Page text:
Building a risk model for midstream shale gas assets.

Author:Murray, Jake
 
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Access Midstream has identified a need for a broad-spectrum risk model for its pipeline assets. This business need extends beyond the requirements mandated by the federal Department of Transportation (DOT) and state regulatory agencies.

Regardless of regulatory status, all pipeline assets carry some risk, and even unregulated pipelines can carry a level of risk that may require mitigation for prudent operation. In addition to providing a tool to aid in protecting Access' assets, risk management drives health and environmental safety decisions, protecting the company's acceptance in the communities it operates in. In other words, risk-based decision-making can enhance the company's ability to maintain its social license to operate.

This article outlines the business needs and approach with regard to risk assessment on its pipeline assets. Access is developing an in-house risk solution that works for midstream gas and oil gathering, while still remaining flexible enough to provide the same value to its regulated transmission assets.

The focus has been on designing a model for quantitative risk assessment that employs existing data. The model must distinguish between high- and low-risk lines, but should also generate almost real-time, actionable results that can be evaluated along with established risk protocols. With assets expanding quickly, the assessment tool must use automated processes that are scalable with the company's growth.

Shale Plays

To develop a solution addressing the needs of a gathering company, traits that define the criteria for an applicable risk model must be defined. Access' assets are primarily in shale gas plays, gathering product from single and multiple wellhead pads. The company operates in several states, including Arkansas, Kansas, Louisiana, Ohio, Oklahoma, Pennsylvania, Texas, West Virginia and Wyoming (Figure 1).

Some businesses may devote 10% or more of annual operating expenses and capital to carrying one product from Point A to Point B on a single pipeline. Others devote entire budgets to thousands of pipelines, but do so in nearly identical conditions with nearly identical products. As a diversified midstream company, Access must have a model that handles different commodities, materials, segment types and operating environments. Figures 2 through 5 illustrate the diversity of materials, products and locations that must be considered.

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Access pipeline assets include nearly 6,000 operationally unique pipeline assets and more than 6,000 miles of pipe. The total pipeline mileage increases by an average of 747 miles of pipe a year through construction and acquisitions, so the risk model must be scalable.

It is unusual for an unregulated operator, such as Access, to include integrity inspection data for many of its pipelines. Figure 8 illustrates the relative proportions of Access' regulated and unregulated assets. Additionally, Access' pipelines are relatively young (as shown in Figure 7), compared to other systems that have the benefit of decades of operations and maintenance data. For the model to estimate failure rates from a variety of threats, it must rely primarily on other widely available data.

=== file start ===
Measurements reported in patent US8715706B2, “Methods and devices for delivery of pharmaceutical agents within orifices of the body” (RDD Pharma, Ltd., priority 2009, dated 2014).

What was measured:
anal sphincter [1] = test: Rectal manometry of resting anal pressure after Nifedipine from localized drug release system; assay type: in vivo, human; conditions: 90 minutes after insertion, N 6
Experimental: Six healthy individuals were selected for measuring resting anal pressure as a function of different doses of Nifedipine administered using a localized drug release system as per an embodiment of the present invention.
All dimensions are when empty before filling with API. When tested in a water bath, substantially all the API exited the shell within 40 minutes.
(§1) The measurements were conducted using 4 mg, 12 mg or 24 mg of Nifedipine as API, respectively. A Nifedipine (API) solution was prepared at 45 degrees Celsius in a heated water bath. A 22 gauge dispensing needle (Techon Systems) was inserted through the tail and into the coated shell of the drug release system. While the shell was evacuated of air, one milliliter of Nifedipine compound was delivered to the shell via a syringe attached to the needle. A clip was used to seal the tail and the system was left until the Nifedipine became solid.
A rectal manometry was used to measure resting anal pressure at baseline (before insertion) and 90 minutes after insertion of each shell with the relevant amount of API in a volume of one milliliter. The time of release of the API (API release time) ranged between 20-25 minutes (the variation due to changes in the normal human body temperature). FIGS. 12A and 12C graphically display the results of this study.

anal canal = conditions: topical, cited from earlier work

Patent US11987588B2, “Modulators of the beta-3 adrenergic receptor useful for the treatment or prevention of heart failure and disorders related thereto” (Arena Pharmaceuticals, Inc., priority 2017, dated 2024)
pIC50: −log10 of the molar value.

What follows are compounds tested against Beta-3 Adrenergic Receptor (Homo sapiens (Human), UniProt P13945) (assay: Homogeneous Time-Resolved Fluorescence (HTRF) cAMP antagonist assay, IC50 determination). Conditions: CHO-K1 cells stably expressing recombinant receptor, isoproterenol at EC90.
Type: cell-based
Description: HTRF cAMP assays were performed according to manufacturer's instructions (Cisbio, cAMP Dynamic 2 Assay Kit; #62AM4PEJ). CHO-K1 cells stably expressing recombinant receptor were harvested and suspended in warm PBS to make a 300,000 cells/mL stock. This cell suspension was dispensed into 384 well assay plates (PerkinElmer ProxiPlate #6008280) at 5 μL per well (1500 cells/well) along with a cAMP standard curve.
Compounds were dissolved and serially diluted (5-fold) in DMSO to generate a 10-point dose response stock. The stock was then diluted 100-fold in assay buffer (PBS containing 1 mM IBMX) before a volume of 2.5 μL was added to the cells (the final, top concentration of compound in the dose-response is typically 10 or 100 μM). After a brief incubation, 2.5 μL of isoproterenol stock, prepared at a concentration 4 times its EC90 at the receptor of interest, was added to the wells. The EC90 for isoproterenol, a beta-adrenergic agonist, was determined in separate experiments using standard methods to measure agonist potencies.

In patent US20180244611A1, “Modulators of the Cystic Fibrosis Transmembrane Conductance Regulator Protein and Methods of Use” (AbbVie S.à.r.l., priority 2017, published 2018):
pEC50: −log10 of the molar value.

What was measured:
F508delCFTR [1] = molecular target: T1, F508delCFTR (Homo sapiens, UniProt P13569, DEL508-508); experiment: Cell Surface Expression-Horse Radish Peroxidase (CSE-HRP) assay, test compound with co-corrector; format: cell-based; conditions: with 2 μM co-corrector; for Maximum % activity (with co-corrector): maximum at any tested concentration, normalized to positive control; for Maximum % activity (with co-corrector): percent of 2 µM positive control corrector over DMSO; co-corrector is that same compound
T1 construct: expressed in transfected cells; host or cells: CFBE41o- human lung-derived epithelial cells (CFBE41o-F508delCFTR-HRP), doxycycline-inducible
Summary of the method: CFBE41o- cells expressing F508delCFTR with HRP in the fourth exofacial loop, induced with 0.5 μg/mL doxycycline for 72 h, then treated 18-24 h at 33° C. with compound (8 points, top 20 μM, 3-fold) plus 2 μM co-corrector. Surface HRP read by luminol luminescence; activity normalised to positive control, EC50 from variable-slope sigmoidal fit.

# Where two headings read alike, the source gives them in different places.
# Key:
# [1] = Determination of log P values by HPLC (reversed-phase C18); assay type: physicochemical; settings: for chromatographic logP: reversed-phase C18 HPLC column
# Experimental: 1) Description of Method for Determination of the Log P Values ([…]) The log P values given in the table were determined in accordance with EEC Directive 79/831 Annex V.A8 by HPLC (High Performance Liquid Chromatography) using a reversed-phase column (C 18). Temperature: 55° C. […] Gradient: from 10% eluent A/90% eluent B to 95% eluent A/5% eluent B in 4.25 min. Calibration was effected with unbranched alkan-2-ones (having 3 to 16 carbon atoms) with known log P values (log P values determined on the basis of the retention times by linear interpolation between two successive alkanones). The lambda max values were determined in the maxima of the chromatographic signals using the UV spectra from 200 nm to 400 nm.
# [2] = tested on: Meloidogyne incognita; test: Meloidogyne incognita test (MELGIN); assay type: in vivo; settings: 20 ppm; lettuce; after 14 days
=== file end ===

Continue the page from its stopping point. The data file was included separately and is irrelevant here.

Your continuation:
Rates such as mils per year (MPY) of internal corrosion, line strikes per mile-year on rights-of-way (ROW) and coating failures per square foot are not always known, as many assets are new. For most cases, these values are not available and must be inferred from other sources. For example, internal corrosion rates may be based on bacteria samples, product flow rates, partial pressures of corrosive gases and the presence of chemical treatment.

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Discussion Of Risk Model

Many criteria shape the functions of a valuable risk model; there are guidelines for prioritizing assessment in an integrity management plan that ensure protection for the public from serious environmental and safety consequences. DOT provides requirements in the Code of Federal Regulations (CFR), Title 49, Parts 192 and 195. Part 192 references the American Society of Mechanical Engineers (ASME) standard B31.8S, Section 5, which provides useful detail on traditional threats that should be included. American Petroleum Institute (API) Recommended Practice (RP) 1160 provides some risk management guidelines for hazardous liquid pipelines.

The scope of risk management prescribed in these documents is mostly directed to categories of pipelines of greatest concern such as transmission lines and lines in high-consequence areas (HCAs).

However, these categories do not fully capture additional high-risk elements that would be applicable to an enterprise risk management strategy for a midstream operator, such as the cost of down time for repairs, inability to consistently meet business obligations, value of lost commodity and adjacent property and structure damage costs. Therefore, it is important for a risk model to extend beyond minimum considerations....

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